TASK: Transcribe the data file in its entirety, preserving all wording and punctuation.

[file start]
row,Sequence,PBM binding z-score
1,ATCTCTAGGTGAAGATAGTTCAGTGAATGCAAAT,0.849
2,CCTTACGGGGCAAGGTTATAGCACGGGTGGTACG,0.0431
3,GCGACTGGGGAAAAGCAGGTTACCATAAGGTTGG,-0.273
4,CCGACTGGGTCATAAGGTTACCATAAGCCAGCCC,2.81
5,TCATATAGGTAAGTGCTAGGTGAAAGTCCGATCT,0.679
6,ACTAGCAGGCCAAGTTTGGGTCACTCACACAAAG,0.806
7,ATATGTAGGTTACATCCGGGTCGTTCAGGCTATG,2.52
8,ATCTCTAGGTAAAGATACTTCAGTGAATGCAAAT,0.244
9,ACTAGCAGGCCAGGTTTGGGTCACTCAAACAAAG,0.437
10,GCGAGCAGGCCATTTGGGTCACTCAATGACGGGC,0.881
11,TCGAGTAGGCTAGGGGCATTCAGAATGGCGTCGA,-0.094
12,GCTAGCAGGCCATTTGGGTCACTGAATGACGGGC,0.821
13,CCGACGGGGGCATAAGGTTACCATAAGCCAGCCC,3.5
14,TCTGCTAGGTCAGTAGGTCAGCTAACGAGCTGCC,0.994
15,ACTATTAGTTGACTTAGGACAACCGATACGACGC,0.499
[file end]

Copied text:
row,Sequence,PBM binding z-score
1,ATCTCTAGGTGAAGATAGTTCAGTGAATGCAAAT,0.849
2,CCTTACGGGGCAAGGTTATAGCACGGGTGGTACG,0.0431
3,GCGACTGGGGAAAAGCAGGTTACCATAAGGTTGG,-0.273
4,CCGACTGGGTCATAAGGTTACCATAAGCCAGCCC,2.81
5,TCATATAGGTAAGTGCTAGGTGAAAGTCCGATCT,0.679
6,ACTAGCAGGCCAAGTTTGGGTCACTCACACAAAG,0.806
7,ATATGTAGGTTACATCCGGGTCGTTCAGGCTATG,2.52
8,ATCTCTAGGTAAAGATACTTCAGTGAATGCAAAT,0.244
9,ACTAGCAGGCCAGGTTTGGGTCACTCAAACAAAG,0.437
10,GCGAGCAGGCCATTTGGGTCACTCAATGACGGGC,0.881
11,TCGAGTAGGCTAGGGGCATTCAGAATGGCGTCGA,-0.094
12,GCTAGCAGGCCATTTGGGTCACTGAATGACGGGC,0.821
13,CCGACGGGGGCATAAGGTTACCATAAGCCAGCCC,3.5
14,TCTGCTAGGTCAGTAGGTCAGCTAACGAGCTGCC,0.994
15,ACTATTAGTTGACTTAGGACAACCGATACGACGC,0.499